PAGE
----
Associations tell government to stop future NHS tenders
The ADG and the BDA is calling on the government to stop all future NHS tenders for orthodontic services.
In a joint letter, they ask Health Secretary Matt Hancock to outline how the government plans to compensate practices for the recent collapse of the NHS tendering process in the West Midlands.
Abandoned after six months, tender process left some providers £30,000 out of pocket, the BDA claims.
‘We write on behalf of the British Dental Association (BDA) and the Association of Dental Groups (ADG) to express our very serious concerns about the current NHS England national procurement of orthodontic services,’ the letter says.
‘We request an immediate review and halt of any ongoing and future procurement of orthodontic services.
‘The current tendering activity is excessive, costly and poorly managed.
‘It has seriously and adversely affected ongoing patient care and continuity of treatment, led to fragmentation of provision and caused significant cost (both in terms of financial outlay and wasted time cost) to both dental providers and commissioners.
‘All of this has occurred with a shortage of specialist orthodontists, falling morale amongst practitioners, and increasing cost pressures.’
NHS tenders a race to the bottom
The BDA has recently described the tendering process as a race to the bottom to deliver NHS services.
Some contracts in NHS Southern region have already been handed back by successful bidders owing to lack of staff.
The letter outlines the significant costs involved for providers looking to participate in the NHS tender process.
‘We are particularly concerned that NHS England proceeded with an overly complex, fragmented and bureaucratic process despite the fact that procurement legislation allows for significant flexibility in the award of healthcare services,’ the letter continues.
‘Indeed, this flexibility is recognised by the NHS Long Term Plan.
‘This also highlighted the wasteful legal and administration costs on protracted procurement processes.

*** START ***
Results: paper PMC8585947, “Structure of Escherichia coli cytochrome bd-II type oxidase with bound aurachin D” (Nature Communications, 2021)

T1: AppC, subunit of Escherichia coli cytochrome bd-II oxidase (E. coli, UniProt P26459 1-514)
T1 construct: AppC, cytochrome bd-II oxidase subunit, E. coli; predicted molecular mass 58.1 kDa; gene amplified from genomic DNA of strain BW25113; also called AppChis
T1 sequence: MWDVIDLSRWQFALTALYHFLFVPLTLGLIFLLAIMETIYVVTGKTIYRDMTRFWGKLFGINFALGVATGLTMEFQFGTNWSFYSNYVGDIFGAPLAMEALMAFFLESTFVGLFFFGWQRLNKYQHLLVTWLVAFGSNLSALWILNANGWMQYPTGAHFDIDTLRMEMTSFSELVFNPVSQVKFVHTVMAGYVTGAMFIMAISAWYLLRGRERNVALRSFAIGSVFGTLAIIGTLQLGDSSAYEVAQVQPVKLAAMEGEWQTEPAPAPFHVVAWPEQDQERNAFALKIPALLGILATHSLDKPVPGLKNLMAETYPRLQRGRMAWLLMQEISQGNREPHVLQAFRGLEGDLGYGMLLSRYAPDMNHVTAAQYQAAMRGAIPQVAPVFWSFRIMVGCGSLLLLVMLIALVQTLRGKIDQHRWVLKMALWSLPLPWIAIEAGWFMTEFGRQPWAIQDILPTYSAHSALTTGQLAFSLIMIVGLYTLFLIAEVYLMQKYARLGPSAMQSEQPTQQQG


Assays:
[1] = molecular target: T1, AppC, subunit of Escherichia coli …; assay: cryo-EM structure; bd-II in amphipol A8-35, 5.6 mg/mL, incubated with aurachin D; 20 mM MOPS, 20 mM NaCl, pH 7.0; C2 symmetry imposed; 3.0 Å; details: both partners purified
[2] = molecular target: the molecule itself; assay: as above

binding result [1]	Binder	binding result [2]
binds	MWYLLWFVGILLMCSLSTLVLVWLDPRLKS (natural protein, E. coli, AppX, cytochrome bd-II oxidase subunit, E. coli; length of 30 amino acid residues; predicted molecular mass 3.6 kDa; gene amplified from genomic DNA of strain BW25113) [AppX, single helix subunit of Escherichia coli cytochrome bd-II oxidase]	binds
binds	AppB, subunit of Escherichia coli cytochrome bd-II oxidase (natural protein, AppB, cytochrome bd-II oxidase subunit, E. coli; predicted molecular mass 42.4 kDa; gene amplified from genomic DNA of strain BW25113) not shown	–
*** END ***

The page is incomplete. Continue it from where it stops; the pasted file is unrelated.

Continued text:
‘NHS commissioners have failed to take into account patient choice, the importance of continuity of care for children mid-treatment, wider health inequalities in relation to dental care access or indeed any alternative approach that would have allowed for a simpler and more flexible award and extension of contracts, particularly given the nature of the Personal Dental Services contract.
‘It was and remains open to NHS England to take a more pragmatic and sensible approach.
‘One that would have taken into account nationwide challenges in orthodontic recruitment and much-needed investment for services.’
The BDA is calling on all parties to stop tendering for further NHS orthodontics contracts.
NHS England abandoned the current tendering process in the West Midlands recently with the below email sent to bidders.
‘Further to our previous communications via the portal extending the standstill period for this procurement, I am writing to inform you that, after considering the process undertaken very carefully and after receiving legal advice, NHS England has taken the difficult decision to abandon this procurement process.
‘NHS England will therefore not award any contract under this Batch 2 process.
‘This encompasses lots CM1 to CM13 and lots WM1 to WM11.
‘NHS England has decided it is unable to make an assured, unequivocal award.
‘NHS England will make any announcements concerning any future procurement process for the provision of these services in a manner that is accessible to all potential suppliers.
‘Thank you again for your time and effort in participating in this process.
‘Yours sincerely AGCSU’.